International Women’s Day (IWD) is being used to launch a year long campaign to build a gender-balanced world and a number of engineering businesses are supporting the #BetterForBalance initiative.
IWD, which started in 1911, is aiming to raise awareness of the benefits and barriers to achieving gender balance in the workplace through the 2019 campaign.
In a stamen, IWD said: “Balance is not a women’s issue, it’s a business issue. Gender balance is essential for economies and communities to thrive.”
Engineering businesses supporting the initiative have said that it is not just about gender balance but looking at how encouraging more women into engineering can help address the skills crisis.
Training specialist Develop Training has said that attracting more women into construction and engineering must become a higher priority for government and employers. In a statement, Develop Training said: “Redressing the gender imbalance is not just desirable from an ideological viewpoint but also a means of helping to tackle the chronic skills shortage afflicting the industry. Two thirds of employers say a shortage of engineers is a threat to their business.”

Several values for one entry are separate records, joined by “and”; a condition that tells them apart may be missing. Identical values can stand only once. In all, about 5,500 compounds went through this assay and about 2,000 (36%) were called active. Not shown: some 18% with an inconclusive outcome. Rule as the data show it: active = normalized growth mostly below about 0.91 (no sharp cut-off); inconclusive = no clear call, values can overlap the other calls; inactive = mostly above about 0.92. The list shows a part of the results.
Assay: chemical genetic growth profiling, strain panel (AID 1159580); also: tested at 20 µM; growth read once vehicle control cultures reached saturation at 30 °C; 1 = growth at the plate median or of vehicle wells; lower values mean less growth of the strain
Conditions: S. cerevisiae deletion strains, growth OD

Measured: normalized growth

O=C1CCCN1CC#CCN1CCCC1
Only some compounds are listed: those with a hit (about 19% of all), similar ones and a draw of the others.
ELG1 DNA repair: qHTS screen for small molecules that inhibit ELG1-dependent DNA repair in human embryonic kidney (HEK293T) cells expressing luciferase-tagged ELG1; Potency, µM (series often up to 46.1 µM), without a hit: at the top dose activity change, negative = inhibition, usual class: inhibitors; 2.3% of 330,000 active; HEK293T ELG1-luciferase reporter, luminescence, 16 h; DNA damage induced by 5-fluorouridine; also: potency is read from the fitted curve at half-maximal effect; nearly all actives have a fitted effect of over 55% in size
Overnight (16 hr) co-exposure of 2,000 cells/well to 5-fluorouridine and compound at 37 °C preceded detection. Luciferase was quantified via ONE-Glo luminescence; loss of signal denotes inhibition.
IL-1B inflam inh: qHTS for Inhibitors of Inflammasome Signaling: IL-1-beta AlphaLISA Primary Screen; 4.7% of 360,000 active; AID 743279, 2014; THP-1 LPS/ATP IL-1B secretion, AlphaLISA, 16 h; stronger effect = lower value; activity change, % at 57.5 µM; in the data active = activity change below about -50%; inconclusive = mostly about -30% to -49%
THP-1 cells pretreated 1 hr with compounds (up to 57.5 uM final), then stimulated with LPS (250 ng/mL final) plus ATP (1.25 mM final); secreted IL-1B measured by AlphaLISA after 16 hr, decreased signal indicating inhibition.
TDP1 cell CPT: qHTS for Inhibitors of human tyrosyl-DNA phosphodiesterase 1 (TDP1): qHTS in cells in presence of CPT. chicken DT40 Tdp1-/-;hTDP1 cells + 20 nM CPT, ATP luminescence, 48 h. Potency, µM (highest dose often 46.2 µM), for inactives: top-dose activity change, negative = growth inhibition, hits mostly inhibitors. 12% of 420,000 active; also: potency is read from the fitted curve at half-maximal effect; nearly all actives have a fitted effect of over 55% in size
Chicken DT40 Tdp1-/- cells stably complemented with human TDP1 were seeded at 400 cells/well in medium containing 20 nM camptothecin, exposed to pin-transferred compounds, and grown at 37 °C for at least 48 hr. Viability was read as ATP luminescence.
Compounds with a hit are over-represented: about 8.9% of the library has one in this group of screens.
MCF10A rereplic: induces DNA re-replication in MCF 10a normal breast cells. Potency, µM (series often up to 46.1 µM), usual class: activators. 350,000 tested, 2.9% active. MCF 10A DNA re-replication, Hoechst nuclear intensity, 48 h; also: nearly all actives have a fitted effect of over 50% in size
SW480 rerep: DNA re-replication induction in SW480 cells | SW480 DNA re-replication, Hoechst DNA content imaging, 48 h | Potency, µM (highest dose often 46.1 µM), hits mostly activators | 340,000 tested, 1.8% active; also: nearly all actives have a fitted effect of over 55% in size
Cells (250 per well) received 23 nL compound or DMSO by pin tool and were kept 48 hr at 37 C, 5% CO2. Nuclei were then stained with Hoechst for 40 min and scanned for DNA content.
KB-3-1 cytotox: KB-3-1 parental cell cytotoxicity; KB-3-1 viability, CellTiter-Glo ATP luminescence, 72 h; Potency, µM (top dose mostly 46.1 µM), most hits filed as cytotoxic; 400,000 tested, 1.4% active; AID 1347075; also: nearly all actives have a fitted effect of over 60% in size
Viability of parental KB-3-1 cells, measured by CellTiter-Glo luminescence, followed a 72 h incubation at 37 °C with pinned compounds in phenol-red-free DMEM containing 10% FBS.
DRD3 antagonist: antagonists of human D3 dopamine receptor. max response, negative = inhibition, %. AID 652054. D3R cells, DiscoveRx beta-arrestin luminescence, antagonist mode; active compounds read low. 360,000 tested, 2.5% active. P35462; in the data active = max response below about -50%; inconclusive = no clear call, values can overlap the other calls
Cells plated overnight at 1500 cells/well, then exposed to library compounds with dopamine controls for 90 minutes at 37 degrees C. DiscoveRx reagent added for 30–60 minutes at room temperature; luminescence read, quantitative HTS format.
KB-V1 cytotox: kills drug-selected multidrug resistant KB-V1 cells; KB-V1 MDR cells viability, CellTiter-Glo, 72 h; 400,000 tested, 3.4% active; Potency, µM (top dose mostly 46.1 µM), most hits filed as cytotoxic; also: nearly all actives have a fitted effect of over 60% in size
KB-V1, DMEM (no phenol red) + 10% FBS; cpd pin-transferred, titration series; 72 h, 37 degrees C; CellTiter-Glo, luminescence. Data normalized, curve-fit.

Develop Training director John Kerr said: “The industries we serve are among the most male-dominated in the country. Only 9% of the UK’s engineering workforce is female, and we have the lowest percentage of female engineering professionals in Europe.”
He said the challenges included improving the way construction and engineering were portrayed in schools, encouraging girls and young women to study engineering-related subjects and changing perceptions of working in the industry.
“In many ways, the obstacles to bringing more women into the sector are the same as we face in attracting young people,” said Kerr. “The industry offers well-paid, secure and skilled work with great career prospects, but it still encounters prejudiced ideas of dirty manual labour. There are a number of excellent initiatives to attract women into engineering and construction, and some great role models, and we hope that broader changes in society will also play a part in breaking down barriers.”